I went to Cambridge today to visit the Fitzwilliam Museum. It is a wonderful museum (and free) and I would go there oftener if it were not such a pig to get to from Colchester. I had thought that maybe we could get the train, but it turns out you have to change at Ipswich and then it is a further hour and twenty minutes with only one train per hour, and then Cambridge railway station is on the outskirts of town. As it is my friend offered to drive, and it took her an hour an a half from my door to the Newmarket Road park and ride, which was very nice for me and harder work for her.
We just missed a bus at the park and ride, but they go every ten minutes and it took us a good part of that time to operate the ticket machine. The woman ahead of us in the queue was being talked through it by a helpful man in a fluorescent jacket but he disappeared before we could ask him what the form was. The instructions on the machine include some of the most delphic use of language since my godmother's husband set an exam question for philosophy in which a pair of socks was taken to denote any two socks. So 'pay £4 for parking plus one passenger' means one person has paid to ride on the bus. If your car had one passenger in it you need to pay for parking plus two passengers. By the time we'd worked that one out and bought an extra bus ticket the queue behind us was quite lengthy. You can tell that Cambridge is a university town.
We'd gone to Cambridge this week because the Fitzwilliam has an exhibition of early illustrated manuscripts on until early in the New Year. I was reconciled to having missed it, but once my friend suggested we go somewhere for the day we thought that place might as well be Cambridge. The manuscripts are beautiful and interesting and very romantic to view in the flesh, though if you wanted a really thorough look it would be worth buying the book because the light level in the exhibition has to be kept so low. We made our way to the rooms housing the temporary exhibition through rooms and rooms of the permanent collection, and so kept getting waylayed by twentieth century British art, Impressionists, Gainsboroughs and ebony inlayed cabinets. There would have been much more to see, but there is only so much art anybody can absorb in one session. As I said, if it were easier to get to I'd go there more often.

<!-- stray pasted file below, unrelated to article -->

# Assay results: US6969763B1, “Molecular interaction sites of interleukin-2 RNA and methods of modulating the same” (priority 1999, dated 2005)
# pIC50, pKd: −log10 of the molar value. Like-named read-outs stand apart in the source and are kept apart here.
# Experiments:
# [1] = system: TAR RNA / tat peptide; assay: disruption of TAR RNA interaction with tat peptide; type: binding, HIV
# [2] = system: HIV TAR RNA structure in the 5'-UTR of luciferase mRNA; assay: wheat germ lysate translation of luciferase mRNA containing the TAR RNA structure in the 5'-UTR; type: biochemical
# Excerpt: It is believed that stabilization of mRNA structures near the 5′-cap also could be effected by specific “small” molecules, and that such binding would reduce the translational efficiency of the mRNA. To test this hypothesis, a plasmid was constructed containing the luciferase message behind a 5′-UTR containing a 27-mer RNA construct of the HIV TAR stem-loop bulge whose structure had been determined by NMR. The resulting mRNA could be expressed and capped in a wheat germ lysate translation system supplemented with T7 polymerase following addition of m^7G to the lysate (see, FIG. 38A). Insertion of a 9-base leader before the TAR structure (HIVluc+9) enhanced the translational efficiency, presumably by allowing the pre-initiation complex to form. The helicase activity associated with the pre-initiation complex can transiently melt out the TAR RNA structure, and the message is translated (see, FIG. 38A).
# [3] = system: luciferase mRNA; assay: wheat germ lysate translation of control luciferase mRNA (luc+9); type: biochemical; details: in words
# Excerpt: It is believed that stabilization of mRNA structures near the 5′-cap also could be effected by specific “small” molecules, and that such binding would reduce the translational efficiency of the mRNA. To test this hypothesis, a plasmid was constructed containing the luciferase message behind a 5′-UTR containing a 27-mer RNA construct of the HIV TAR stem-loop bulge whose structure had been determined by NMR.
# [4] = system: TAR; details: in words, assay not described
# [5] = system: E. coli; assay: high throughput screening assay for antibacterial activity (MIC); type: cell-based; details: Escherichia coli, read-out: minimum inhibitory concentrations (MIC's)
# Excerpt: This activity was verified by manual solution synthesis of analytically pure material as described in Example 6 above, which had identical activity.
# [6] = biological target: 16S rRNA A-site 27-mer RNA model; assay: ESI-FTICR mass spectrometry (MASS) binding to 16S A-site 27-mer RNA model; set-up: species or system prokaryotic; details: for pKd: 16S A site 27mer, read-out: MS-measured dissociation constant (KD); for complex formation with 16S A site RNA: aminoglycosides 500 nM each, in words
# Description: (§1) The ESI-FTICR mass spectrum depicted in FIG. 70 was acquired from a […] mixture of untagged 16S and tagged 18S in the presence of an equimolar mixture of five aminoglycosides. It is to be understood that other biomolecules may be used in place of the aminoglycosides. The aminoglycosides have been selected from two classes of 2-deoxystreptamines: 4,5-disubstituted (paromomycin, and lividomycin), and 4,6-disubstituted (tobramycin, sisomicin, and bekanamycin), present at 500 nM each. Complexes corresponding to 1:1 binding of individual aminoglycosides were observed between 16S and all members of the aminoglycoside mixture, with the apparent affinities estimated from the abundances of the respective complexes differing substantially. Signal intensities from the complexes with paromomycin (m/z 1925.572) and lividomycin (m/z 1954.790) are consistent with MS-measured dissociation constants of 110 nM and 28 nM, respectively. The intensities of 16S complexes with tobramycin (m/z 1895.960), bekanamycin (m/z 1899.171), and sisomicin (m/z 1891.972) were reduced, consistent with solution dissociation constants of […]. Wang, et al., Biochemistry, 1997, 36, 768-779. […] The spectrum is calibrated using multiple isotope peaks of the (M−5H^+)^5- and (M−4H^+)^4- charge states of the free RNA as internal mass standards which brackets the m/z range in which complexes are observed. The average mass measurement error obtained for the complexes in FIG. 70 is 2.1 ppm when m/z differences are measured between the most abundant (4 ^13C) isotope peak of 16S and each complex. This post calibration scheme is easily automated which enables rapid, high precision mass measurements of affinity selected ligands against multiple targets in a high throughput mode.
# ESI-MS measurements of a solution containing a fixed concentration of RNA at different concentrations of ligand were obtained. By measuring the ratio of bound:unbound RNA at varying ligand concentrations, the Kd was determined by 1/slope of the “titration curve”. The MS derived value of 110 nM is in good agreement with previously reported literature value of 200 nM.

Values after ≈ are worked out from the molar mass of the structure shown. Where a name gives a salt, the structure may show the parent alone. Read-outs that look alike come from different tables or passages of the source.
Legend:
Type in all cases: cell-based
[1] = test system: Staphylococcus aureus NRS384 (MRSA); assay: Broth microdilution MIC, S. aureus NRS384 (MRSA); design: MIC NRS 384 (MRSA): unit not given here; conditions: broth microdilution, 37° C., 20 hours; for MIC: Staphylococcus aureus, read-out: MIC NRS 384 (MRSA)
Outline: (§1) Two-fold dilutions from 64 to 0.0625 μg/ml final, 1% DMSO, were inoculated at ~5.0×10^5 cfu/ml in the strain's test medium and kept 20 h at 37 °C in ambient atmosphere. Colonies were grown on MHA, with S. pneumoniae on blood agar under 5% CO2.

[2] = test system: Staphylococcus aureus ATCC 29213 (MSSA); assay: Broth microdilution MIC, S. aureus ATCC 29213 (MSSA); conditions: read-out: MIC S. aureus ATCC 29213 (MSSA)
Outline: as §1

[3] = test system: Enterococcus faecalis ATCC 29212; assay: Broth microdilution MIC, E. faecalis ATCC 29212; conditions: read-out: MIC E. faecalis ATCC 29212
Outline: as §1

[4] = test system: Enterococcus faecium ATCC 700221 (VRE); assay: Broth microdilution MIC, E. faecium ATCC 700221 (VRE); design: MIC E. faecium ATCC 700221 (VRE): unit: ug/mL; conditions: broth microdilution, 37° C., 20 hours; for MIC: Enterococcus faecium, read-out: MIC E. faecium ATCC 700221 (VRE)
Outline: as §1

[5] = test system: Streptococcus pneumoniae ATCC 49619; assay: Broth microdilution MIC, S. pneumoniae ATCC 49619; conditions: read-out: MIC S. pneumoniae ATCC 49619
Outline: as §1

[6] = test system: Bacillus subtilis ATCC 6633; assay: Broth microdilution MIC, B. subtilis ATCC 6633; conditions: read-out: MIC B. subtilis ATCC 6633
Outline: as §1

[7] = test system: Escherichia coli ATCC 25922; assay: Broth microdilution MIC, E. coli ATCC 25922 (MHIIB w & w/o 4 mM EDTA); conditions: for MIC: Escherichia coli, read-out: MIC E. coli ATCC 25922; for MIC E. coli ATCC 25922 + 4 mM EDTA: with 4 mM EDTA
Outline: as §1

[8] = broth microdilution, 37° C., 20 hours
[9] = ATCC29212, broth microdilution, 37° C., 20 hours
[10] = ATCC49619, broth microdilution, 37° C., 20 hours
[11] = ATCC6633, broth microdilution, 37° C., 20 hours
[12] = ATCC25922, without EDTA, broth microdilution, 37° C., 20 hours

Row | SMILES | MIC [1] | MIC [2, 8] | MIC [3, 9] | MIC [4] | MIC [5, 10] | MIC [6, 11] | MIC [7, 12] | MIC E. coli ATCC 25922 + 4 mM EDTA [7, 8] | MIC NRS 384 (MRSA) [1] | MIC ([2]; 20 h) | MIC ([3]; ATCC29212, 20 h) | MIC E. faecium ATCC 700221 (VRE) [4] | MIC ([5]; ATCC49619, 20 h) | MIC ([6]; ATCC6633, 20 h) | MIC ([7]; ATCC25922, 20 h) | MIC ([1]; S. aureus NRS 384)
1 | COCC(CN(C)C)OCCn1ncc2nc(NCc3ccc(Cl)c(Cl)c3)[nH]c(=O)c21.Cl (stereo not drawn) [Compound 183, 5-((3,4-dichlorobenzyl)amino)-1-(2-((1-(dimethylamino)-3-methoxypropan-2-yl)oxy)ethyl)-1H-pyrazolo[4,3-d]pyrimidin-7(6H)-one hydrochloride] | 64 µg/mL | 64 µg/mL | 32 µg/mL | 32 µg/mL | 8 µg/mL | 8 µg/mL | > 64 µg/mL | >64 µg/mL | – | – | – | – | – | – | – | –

After lunch we did a little shopping, and I amazed myself by buying a scarf, hand woven blue herringbone that could have been designed to go with my coat, in the sort of ethnic shop that smells strongly of incense and sells Tibetan singing bowls and cheap Afghan rugs. I am partial to both, but since I don't actually meditate and didn't have the budget for even a cheap rug I limited myself to the scarf. We peered into the windows of some more upmarket clothes shops, but window shopping was as far as it went.
Kings College was looking very beautiful in the weak autumn sun, and the streets were full of people riding sit up and beg bicycles with an absent air. The shops appeared rather empty on the whole, when you think it is less than two weeks to Christmas.